The problem in this case, as noted by the Court of Appeal, was that when the language of both policies was considered as a whole the language of the policies and the coverage provisions were different. The Dominion homeowner’s policy and the State Farm umbrella policy were not equivalent as the policies covered different layers of risk. Therefore, it was not possible to equate the coverage provided by the homeowner’s policy with the umbrella coverage by the State Farm policy in terms of assuming that both provide primary coverage after the State Farm boat owner’s policy. While both policies contained similarly worded “other insurance” clauses, they will only effectively cancel each other out if the insurers were under a co-ordinate obligation to make good the loss. As mentioned, the State Farm umbrella policy was written in contemplation of there being other underlying insurance coverage. The Dominion homeowner’s policy was not, its language making it clear that the intention was that it provide primary insurance. As such, these were not policies of coordinate obligation and therefore the pro rata rule, invoked by the trial judge by virtue of the policies having similar “other insurance language” did not apply. Thus, as between those policies, after the State Farm boat-owner’s policy the Dominion homeowner’s policy would be considered as primary with the State Farm Umbrella policy excess to it.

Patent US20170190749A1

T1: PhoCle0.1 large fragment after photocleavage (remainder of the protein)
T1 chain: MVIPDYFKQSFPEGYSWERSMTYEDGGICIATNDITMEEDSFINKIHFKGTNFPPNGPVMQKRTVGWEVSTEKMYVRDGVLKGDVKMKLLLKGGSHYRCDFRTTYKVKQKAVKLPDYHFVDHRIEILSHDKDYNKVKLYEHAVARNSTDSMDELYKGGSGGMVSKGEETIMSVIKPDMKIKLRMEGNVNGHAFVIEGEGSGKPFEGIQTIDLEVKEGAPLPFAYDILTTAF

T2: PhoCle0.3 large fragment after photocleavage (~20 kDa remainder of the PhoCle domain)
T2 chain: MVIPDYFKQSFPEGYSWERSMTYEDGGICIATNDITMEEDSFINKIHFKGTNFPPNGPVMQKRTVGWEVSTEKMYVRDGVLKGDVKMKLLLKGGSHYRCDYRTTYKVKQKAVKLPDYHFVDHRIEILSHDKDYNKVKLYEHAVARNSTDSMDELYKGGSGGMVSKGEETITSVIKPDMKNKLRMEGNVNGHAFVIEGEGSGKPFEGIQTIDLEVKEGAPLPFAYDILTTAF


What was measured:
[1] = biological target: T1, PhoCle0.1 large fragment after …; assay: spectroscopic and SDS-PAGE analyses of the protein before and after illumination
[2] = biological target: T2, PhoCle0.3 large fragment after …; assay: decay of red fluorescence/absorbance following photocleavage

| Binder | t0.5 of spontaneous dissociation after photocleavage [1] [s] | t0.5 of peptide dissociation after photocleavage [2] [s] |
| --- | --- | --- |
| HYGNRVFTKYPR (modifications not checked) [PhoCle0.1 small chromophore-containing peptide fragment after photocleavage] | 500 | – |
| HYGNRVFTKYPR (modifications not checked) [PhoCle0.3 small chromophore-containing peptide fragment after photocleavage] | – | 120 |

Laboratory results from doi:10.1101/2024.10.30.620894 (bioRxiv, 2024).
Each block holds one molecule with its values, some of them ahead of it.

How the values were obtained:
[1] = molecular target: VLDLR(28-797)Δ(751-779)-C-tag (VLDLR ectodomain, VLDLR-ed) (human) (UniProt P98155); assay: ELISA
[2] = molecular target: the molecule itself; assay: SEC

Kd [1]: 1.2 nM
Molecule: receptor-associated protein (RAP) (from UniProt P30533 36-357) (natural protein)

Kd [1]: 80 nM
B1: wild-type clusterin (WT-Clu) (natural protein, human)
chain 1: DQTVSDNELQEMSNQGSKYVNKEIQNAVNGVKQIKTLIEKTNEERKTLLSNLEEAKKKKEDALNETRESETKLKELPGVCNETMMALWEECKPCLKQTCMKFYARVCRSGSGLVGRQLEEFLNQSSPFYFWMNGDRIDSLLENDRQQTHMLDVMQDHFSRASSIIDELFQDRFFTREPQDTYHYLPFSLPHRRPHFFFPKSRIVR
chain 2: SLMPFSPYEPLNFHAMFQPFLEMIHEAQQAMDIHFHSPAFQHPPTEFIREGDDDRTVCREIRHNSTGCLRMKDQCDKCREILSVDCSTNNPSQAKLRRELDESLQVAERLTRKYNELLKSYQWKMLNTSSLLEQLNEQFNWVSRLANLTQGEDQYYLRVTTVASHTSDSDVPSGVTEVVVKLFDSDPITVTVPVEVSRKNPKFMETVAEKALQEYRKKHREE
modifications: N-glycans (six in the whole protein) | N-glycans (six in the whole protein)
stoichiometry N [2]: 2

This emphasizes the importance of considering competing policies as a whole and not just particular policy provisions or clauses in isolation in terms of determining priority as to “who pays first”.
By this ruling, the Ontario Court of Appeal has affirmed that there continues to be the important distinction between primary, excess and umbrella policies of insurance. In its analysis, some further rules of thumb were confirmed: